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  13. ^ Tan, Christopher (22 January 2011). "Woodleigh station may open by June". The Straits Times. Singapore Press Holdings.
  14. ^ Tan, Christopher (9 March 2011). "Plans to ramp up rail capacity on fast track". The Straits Times. Singapore Press Holdings. p. 1. Archived from the original on 5 December 2021. Retrieved 21 January 2022.
  15. ^ Shafawi, Mustafa (8 March 2011). "Woodleigh MRT Station to open on June 20". Channel NewsAsia. Mediacorp. Archived from the original on 14 August 2001. Retrieved 2 March 2022.
  16. ^ Choo, Evelyn (19 June 2011). "Getting ready for opening of Woodleigh MRT station". Channel NewsAsia. Mediacorp. Archived from the original on 23 October 2012. Retrieved 2 March 2022.
  17. ^ Tan, Christopher (11 June 2011). "All aboard for Woodleigh train stop". The Straits Times. Singapore Press Holdings. p. 8.
  18. ^ Durai, Jennani (21 June 2011). "Woodleigh MRT station finally opens – to some confusion". The Straits Times. Singapore Press Holdings. p. 2.
  19. ^ Ramesh, S (20 June 2011). "Train finally arrives at Woodleigh MRT station". Channel NewsAsia. Mediacorp. Archived from the original on 4 May 2012. Retrieved 11 May 2012.
  20. ^ Kok, Lee Min (18 April 2017). "Woodleigh MRT incident: Man, 69, arrested for leaving substance, which turns out to be flour, at station". The Straits Times. Singapore Press Holdings. Archived from the original on 20 November 2021. Retrieved 20 November 2021.
  21. ^ "Police, SCDF investigating 'suspicious substance' at Woodleigh MRT, station shut". Today. Mediacorp. 18 April 2017. Archived from the original on 20 November 2021. Retrieved 20 November 2021.
  22. ^ a b "Woodleigh MRT station reopens after suspicious substance found to be baking flour". Channel NewsAsia. Mediacorp. 18 April 2017. Archived from the original on 19 April 2017. Retrieved 20 November 2021.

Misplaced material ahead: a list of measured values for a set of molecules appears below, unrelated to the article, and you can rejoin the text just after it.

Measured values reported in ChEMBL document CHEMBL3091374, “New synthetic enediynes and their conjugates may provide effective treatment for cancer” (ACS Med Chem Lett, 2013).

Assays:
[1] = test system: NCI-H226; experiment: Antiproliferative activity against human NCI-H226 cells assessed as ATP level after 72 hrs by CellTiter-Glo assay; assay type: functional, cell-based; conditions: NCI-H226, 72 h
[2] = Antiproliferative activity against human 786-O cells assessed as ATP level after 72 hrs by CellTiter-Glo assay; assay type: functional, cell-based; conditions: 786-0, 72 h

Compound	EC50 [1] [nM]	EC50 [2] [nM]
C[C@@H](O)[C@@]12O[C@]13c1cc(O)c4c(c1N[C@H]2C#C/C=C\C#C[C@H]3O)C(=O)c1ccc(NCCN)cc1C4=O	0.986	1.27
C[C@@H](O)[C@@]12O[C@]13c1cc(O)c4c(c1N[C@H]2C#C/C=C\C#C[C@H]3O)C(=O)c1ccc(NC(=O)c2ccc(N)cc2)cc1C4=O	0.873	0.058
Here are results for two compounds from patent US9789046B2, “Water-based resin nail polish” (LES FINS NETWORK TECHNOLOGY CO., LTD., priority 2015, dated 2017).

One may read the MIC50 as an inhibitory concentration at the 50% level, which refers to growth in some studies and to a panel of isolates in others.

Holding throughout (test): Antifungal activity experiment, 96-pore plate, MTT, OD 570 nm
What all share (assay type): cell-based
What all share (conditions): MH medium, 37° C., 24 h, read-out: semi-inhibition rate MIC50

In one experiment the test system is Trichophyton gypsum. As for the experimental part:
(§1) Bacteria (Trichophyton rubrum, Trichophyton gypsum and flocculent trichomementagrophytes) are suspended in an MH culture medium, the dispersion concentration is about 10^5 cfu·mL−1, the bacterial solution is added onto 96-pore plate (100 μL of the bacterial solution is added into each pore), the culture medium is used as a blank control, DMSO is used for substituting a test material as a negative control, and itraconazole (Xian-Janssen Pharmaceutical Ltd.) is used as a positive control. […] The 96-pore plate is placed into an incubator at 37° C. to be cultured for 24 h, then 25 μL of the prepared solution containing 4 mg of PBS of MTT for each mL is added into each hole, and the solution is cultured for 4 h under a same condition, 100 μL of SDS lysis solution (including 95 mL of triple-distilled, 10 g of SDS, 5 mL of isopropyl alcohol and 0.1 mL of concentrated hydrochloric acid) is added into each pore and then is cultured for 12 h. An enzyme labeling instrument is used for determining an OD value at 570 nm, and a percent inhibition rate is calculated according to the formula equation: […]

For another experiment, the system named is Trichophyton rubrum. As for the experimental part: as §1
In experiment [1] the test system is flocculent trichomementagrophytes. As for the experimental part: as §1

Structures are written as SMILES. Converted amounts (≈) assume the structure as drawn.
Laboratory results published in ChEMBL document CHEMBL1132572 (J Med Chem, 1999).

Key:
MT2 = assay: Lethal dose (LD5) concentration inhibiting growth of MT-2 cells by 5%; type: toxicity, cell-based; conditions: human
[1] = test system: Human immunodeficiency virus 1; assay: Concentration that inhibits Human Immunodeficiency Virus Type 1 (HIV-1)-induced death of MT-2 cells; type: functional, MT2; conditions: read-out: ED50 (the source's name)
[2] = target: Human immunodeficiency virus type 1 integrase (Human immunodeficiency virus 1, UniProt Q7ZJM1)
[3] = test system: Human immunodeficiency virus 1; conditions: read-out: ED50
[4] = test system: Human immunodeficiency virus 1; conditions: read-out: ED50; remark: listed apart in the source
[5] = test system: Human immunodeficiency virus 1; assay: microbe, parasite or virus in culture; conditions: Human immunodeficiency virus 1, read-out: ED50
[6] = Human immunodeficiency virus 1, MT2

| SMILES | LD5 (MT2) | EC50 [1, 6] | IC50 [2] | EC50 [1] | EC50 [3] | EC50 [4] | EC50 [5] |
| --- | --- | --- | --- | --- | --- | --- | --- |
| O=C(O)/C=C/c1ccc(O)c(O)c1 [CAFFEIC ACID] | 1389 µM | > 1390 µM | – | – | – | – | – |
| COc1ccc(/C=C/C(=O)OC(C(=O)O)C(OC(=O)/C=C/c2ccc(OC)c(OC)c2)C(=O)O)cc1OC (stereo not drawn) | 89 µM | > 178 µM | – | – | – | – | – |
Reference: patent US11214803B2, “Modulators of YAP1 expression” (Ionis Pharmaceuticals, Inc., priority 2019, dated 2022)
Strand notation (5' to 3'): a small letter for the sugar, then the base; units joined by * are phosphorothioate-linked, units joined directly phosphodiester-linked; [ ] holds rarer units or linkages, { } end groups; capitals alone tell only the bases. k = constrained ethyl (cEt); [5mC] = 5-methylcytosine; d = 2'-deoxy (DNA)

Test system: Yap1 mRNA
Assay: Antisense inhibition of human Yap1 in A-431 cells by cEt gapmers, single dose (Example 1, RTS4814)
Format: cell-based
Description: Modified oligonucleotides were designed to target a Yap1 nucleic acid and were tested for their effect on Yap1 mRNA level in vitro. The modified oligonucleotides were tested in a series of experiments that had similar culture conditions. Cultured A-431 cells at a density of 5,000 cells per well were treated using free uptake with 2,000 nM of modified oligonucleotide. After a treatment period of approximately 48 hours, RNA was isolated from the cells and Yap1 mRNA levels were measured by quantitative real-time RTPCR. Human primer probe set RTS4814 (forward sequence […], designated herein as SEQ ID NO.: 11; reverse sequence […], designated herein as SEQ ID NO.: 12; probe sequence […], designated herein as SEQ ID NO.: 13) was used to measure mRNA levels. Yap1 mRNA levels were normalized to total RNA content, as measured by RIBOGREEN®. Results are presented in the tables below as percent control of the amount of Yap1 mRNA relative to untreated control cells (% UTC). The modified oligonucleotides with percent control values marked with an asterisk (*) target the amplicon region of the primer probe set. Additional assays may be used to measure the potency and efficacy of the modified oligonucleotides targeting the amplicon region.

23. ^ Lam, Lydia (18 April 2017). "Woodleigh MRT incident: 3 men involved are part of running group using flour to mark out jogging trail". The Straits Times. Singapore Press Holdings. Archived from the original on 19 April 2017. Retrieved 18 April 2017.
  24. ^ Chong, Elena (29 November 2017). "Man gets maximum $1,000 fine for leaving white flour at Woodleigh MRT station". The Straits Times. Singapore Press Holdings. Archived from the original on 26 February 2022. Retrieved 26 February 2022.
  25. ^ Chua, Alfred (29 November 2017). "Security scare at Woodleigh MRT Station: Runner fined S$1,000". Today. Mediacorp. Archived from the original on 26 February 2022. Retrieved 26 February 2022.
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  27. ^ "Getting Around – Public Transport – Rail Network". Land Transport Authority. Archived from the original on 1 November 2019. Retrieved 27 April 2021.
  28. ^ a b c "Train Service Information". SBS Transit. Archived from the original on 20 November 2021. Retrieved 1 December 2021.
  29. ^ "First Train/ Last Train". SBS Transit. 2 June 2020. Archived from the original on 28 November 2019. Retrieved 2 December 2020.
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  32. ^ Toh, Yong Chuan (1 September 2014). "Bidadari housing estate to have first bus interchange underground". The Straits Times. Singapore Press Holdings. Archived from the original on 15 January 2020. Retrieved 1 December 2021.
  33. ^ Kok, Denise (28 October 2018). "The Woodleigh Residences: A Japanese-inspired development with green views". The Peak Magazine. Singapore Press Holdings. Archived from the original on 24 October 2020. Retrieved 22 March 2022.
  34. ^ "The Woodleigh Residences and Woodleigh Mall". DP Architects. Archived from the original on 22 March 2022. Retrieved 22 March 2022.
  35. ^ a b c Tan 2003, p. 114.
  36. ^ "Chemical attack? Clean-up at N-E line". The Straits Times. Singapore Press Holdings. 14 February 2003.
  37. ^ "List of Public CD shelters as of 31 Dec 2019" (PDF). Singapore Civil Defence Force. Archived (PDF) from the original on 3 September 2021. Retrieved 3 September 2021.
  38. ^ Leong 2003, p. 253.
  39. ^ "Fancy that, dry toilets grab most interest". The Straits Times. Singapore Press Holdings. 16 February 2003. p. 21.
  40. ^ "Tactile Guiding System: Studs and Strips to Guide Your Way". Land Transport Authority. 30 July 2021. Archived from the original on 11 September 2021. Retrieved 11 September 2021.
  41. ^ Leong 2003, p. 249.
  42. ^ "Art-in-Transit". SBS Transit. 15 December 2020. Archived from the original on 21 April 2020. Retrieved 22 December 2020.
  43. ^ "Getting Around | Public Transport | A Better Public Transport Experience | Art in Transit". Land Transport Authority. Archived from the original on 21 April 2020. Retrieved 11 July 2020.
  44. ^ a b Tan 2003, p. 115.
  45. ^ Tan 2003, pp. 114–115.

Bibliography

External links